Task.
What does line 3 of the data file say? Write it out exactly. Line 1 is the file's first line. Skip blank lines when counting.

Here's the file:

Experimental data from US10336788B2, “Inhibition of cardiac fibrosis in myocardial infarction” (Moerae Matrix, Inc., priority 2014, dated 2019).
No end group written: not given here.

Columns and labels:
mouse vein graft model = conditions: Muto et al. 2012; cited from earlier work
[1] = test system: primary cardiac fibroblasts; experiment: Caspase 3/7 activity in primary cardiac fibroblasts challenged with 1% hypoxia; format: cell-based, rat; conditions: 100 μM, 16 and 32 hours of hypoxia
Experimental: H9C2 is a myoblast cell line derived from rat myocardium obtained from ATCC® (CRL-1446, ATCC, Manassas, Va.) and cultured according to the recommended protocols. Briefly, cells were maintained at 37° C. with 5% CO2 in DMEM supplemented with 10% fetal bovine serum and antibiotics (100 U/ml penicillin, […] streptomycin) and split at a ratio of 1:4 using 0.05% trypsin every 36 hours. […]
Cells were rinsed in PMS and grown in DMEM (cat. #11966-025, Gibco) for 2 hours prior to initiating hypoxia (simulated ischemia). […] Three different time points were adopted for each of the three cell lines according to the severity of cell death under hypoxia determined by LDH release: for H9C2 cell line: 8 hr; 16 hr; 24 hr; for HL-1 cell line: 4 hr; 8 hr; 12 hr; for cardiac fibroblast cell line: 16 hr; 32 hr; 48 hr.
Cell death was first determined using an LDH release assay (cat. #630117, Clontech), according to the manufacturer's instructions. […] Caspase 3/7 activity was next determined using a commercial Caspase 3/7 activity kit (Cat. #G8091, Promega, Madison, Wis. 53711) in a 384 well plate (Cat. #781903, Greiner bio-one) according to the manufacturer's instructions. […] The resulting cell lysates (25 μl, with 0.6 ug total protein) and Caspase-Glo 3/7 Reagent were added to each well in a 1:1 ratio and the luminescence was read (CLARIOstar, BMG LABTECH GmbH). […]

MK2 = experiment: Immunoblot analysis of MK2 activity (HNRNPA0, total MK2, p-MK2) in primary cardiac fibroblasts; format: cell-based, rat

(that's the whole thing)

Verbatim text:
Columns and labels: